The famous achievers in history have a number of psychological traits in common. Vision is first on the list. They can stretch their minds to look at existing problems in fresh and interesting ways, breakthrough ways; they can see through details, obstacles, and setbacks — loads of them. The rest of our population is stuck in the minutia.
When you orient your time and thinking around a list of goals, by definition, you pay more attention to the details. You constantly assess how much work is left to reach an end point, how close or far you are from your goals — you evaluate far too much.
Frequent comparison between where you are at this moment and where you'd rather be is not vision; it's impatience. Real vision is confidence, problem solving, understanding the bigger picture, not delaying happiness until you attain a certain measure of prosperity. Excess goal setting, in turn, doesn't lead to vision; it leads to increased frustration.
Take a baseball player, for example. If he sets a goal of hitting .400 for the season, he introduces pressure to monitor his "progress." Is he batting .380? How many more hits does he need to raise his average? How many more turns at the plate are left? Years of sports science research has shown that kind of thinking to be deleterious to on-field production. Constant evaluation ties performers up in knots.
THINKING IN THE FUTURE
A funny thing about true visionaries: They don't actually spend much time thinking about the future. Contrary to popular conception, they aren't idealists always mentally wandering into fantasyland. Yes, they can see well down the road, but they use that ability to keep their motivation strong. When they arise in the morning, as they brush their teeth, they think of great things to come. When they fall asleep at night, it's to content musings of the enjoyable day ahead. And, when they run into roadblocks, they remind themselves of their potential. That's what effective goal setting is really all about!
In between those brief moments, they actually have no idea what the future will bring. If you interrupted them at work, asking for predictions or odds, you'd likely receive a confused stare, or a retort: "Why are you bothering me with such nonsense? Can't you see I'm busy?" Busy thinking in the present, that is.
Top-level performance happens when you are engrossed in the moment, absorbed in the thrill of what you are doing.
Mozart once described the art of writing music as child's play. An interviewer, assuming him to be conceited, questioned the statement: "In other words, you're just that talented?" "No," explained Mozart, "concertos become art when you lose yourself in the process, like a child stringing cranberries onto a thread, one at a time, not paying attention to anything else going on around them, least of all their mother calling them for dinner."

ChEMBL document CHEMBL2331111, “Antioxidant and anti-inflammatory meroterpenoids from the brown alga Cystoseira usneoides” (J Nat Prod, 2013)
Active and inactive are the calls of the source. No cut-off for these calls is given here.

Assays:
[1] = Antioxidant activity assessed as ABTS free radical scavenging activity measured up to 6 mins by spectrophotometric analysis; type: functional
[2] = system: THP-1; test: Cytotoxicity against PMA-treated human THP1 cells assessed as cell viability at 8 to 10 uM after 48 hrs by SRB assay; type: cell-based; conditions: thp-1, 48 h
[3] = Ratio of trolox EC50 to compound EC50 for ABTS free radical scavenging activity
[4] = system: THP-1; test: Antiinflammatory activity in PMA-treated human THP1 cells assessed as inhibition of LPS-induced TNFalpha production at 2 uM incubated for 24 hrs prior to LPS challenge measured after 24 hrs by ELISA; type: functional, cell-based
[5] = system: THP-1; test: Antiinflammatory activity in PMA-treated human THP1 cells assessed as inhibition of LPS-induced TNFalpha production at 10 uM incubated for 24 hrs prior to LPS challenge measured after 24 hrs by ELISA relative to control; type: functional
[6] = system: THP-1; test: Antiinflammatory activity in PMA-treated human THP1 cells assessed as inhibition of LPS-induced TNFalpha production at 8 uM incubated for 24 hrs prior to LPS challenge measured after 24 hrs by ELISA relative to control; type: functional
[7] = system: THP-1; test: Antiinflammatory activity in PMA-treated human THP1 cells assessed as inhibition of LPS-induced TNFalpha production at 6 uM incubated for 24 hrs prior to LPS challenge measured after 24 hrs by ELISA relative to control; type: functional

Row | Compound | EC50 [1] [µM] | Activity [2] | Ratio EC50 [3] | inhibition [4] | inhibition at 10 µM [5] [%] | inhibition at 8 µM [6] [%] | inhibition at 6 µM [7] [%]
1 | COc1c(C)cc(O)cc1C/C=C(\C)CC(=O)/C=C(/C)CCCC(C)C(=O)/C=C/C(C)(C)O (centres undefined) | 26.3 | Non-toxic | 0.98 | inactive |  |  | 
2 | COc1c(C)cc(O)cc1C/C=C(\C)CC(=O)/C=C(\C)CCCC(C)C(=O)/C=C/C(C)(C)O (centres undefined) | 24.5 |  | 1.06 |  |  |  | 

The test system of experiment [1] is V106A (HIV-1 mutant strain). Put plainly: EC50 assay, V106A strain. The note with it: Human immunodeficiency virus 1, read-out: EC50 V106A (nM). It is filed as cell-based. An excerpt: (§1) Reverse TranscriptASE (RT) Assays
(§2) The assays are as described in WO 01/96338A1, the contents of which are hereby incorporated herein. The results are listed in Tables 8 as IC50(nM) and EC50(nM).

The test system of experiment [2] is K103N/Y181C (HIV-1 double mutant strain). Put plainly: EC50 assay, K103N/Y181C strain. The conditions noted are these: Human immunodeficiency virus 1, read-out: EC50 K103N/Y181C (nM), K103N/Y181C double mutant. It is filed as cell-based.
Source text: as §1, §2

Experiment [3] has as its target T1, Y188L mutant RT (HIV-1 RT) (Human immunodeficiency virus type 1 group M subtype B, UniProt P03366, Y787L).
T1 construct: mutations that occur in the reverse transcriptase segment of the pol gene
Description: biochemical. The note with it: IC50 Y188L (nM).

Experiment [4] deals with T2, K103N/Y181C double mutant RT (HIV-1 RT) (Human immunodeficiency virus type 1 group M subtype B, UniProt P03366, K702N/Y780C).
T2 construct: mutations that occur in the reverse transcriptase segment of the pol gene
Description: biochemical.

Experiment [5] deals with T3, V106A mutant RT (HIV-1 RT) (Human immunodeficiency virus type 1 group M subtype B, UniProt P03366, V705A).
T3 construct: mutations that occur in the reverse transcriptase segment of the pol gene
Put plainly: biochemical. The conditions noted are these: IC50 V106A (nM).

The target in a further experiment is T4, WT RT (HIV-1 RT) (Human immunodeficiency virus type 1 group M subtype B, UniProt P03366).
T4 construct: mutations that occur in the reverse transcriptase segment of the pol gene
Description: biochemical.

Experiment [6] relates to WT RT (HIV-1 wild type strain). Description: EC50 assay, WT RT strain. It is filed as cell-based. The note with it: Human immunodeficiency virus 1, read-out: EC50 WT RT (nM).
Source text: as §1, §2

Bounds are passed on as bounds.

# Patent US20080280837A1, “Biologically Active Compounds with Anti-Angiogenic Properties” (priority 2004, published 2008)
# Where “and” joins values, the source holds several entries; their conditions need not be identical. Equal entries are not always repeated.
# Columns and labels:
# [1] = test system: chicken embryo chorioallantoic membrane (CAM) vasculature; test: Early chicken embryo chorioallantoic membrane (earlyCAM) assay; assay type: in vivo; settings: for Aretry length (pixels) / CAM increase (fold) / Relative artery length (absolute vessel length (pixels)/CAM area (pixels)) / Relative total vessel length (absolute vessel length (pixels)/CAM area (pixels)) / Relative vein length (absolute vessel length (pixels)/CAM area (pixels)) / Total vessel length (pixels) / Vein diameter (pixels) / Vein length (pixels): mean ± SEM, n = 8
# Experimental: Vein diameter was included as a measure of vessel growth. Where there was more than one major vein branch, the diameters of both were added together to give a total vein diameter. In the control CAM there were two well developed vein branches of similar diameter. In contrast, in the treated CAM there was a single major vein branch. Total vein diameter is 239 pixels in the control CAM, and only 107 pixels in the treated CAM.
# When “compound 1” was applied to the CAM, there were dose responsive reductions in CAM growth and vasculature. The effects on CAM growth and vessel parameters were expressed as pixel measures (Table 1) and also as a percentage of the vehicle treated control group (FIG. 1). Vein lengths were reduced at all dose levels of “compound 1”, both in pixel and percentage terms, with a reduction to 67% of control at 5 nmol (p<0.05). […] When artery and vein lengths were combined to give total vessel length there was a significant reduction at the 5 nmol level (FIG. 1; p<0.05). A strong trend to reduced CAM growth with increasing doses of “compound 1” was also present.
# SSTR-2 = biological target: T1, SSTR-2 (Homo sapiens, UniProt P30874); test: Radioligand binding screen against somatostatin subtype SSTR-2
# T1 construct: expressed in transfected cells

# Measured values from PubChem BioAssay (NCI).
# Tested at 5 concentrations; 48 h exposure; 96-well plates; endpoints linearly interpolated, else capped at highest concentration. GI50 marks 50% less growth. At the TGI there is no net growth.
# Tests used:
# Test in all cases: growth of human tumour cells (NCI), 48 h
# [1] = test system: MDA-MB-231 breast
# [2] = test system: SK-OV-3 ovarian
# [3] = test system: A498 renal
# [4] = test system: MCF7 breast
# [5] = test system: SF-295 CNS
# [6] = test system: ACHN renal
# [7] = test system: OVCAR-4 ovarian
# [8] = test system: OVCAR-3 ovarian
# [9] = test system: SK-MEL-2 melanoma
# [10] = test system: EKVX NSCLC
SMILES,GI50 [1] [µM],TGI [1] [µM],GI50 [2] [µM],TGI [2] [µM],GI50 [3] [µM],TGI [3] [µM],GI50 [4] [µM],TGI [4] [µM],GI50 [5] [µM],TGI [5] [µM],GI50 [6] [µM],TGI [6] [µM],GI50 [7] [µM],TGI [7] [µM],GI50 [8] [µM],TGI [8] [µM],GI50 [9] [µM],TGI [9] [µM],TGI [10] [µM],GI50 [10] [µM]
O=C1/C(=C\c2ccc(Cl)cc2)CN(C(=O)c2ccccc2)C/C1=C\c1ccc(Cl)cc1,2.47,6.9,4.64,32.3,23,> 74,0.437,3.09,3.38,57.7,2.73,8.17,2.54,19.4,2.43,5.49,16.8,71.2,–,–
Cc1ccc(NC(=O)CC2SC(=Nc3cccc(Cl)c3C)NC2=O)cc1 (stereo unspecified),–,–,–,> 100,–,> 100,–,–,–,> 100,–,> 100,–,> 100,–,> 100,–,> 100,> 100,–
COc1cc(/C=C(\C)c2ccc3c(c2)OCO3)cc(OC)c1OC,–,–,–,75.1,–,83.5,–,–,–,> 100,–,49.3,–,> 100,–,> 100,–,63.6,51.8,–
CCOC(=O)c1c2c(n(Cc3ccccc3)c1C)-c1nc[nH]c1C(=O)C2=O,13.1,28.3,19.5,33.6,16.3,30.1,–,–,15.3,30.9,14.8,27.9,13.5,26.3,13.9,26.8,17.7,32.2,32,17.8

If you want big accomplishments, unwavering happiness one of them, you need to spend a significant portion of your workday absorbed, moment to moment, in the present. Goal setting takes you out of the present.
Let's face it, on any given day, there are an enormous number of distractions to derail our momentum. There's no doubt that sustaining motivation is key to success.
So what is the driving force that keeps us juiced? It’s intrinsic value, not extrinsic reward. A gold star on your report card, cashing your year-end bonus check, moving into the corner office, a Porsche in the driveway ... they certainly seem incentivizing. But they don't hold up day in and day out; they don't generate sustained motivation. If you place a carrot at the end of your health club's treadmill, it may propel you the first time you go for a jog. Before long, though, you'll say, "Screw this; I'm going to Starbucks."
The lesson is that outcomes — byproducts of our effort — can't hold our attention to nearly the magnitude of internal rewards: the real meaning of what we do, purpose, resonance we feel when executing something the right way or for the right reason.
To that end, it is FAR more effective to focus on the process, not what you might be given if the process goes well.
The fifth downside of goal setting is reduction in work altogether. Simply put: Elaborate goal-setting designs, like those espoused in psychology textbooks, take hours to build, and even longer to implement. How often do you hear of sales forces or executive teams flying off for three- and four-day retreats ... to redefine their goals, to complete "productivity" seminars? It tends to be a lot of wasted time.